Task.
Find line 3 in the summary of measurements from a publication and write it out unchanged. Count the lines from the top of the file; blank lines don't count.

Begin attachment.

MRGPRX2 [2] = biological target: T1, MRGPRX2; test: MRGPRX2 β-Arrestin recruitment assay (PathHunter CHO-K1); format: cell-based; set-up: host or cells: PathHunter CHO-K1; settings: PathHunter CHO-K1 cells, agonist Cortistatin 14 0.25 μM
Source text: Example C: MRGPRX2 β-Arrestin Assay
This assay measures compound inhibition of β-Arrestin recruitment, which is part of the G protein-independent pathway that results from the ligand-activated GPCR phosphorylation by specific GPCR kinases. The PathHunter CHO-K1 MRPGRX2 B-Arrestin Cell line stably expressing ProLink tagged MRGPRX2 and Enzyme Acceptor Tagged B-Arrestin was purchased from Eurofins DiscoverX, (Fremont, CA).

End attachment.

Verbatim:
This assay measures compound inhibition of β-Arrestin recruitment, which is part of the G protein-independent pathway that results from the ligand-activated GPCR phosphorylation by specific GPCR kinases. The PathHunter CHO-K1 MRPGRX2 B-Arrestin Cell line stably expressing ProLink tagged MRGPRX2 and Enzyme Acceptor Tagged B-Arrestin was purchased from Eurofins DiscoverX, (Fremont, CA).